A phenomenon known as the Mpemba Effect.
This image just makes you go “wow.” It is stunning. It was captured by Ontario-based photographer Michael Davies and his friend Markus in Canada’s northern territory of Nunavut.
Temperatures get pretty frigid in Canada’s north, especially in the winter, and Davies wanted to demonstrate how cold it really gets by throwing hot, leftover tea into the air at the top of a mountain. The mountain where this photograph was shot was a mere 20 kilometers (12.4 miles) south of the Arctic circle, near the community of Pangnirtung where Davies has worked as a photographer for many years.
Davies meticulously planned this amazing photograph. “I followed the temperature, I watched for calm wind, planned the shot and set it up,” Davies told IFLScience. “Even the sun in the middle of the spray was something I was hoping for, even though it’s impossible to control.”
During winter months, Pangnirtung receives about 2.5 hours of sunlight, so Davies and Markus had to be very quick with their set-up. The weather that evening was around -31 degrees Fahrenheit (-35 degrees Celsius), and the tea was kept very hot in a thermos.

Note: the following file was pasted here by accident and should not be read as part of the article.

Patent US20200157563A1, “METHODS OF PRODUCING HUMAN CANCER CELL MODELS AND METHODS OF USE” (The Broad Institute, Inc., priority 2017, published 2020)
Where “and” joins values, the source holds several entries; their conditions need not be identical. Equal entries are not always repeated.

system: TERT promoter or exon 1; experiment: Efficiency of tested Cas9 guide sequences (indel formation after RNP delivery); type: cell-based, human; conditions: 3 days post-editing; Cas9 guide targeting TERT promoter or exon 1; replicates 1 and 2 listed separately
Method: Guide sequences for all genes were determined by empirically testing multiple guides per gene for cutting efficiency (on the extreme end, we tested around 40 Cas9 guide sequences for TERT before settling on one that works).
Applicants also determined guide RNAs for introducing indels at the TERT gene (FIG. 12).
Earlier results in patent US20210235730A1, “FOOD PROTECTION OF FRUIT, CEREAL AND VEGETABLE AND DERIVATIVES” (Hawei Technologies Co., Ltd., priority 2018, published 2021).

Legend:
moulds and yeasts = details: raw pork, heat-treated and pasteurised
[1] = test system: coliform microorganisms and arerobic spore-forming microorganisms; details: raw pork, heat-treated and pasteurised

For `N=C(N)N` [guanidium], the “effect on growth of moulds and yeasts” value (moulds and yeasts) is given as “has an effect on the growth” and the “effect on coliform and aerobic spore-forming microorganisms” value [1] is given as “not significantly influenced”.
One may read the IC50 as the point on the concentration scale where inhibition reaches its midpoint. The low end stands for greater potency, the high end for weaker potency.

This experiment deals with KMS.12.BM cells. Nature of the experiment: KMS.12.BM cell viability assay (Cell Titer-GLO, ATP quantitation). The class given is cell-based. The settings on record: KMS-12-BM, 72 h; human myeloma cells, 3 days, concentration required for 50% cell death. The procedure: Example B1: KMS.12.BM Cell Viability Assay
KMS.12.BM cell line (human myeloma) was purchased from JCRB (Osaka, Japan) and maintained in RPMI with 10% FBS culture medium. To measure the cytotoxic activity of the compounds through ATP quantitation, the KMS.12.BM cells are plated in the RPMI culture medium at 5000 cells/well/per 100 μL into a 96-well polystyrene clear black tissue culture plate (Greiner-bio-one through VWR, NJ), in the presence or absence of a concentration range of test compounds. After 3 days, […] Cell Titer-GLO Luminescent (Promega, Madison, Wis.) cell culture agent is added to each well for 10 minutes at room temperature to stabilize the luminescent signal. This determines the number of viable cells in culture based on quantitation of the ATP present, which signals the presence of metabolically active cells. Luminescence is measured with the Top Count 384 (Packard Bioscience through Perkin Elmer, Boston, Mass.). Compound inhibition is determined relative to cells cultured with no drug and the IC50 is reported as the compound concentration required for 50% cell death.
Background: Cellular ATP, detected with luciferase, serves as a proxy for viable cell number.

But what exactly is happening in the photo?
When the tea comes in contact with extremely cold air, it changes from a liquid to a solid immediately. It is no longer liquid, but instead, many tiny ice crystals — which gives it a mist-like appearance.
However, you may be wondering why they used hot tea instead of cold — since cold water is closer to freezing temperatures, wouldn’t it freeze faster? Although there is some debate amongst the scientific community, it turns out that hot water actually freezes at a quicker rate than cold. This phenomenon is known as the Mpemba Effect, however there currently is no agreement as to why.
Some theories point to hot water being closer to steam than cold water, meaning that when it is thrown into the air it easily breaks down into smaller droplets with large surface areas. When surface areas are larger, heat is removed from the water more quickly, leaving cool and tiny frozen clouds that appear to briefly hover above the ground.
You might also like: Mystery of Northern Light Bursts Finally Solved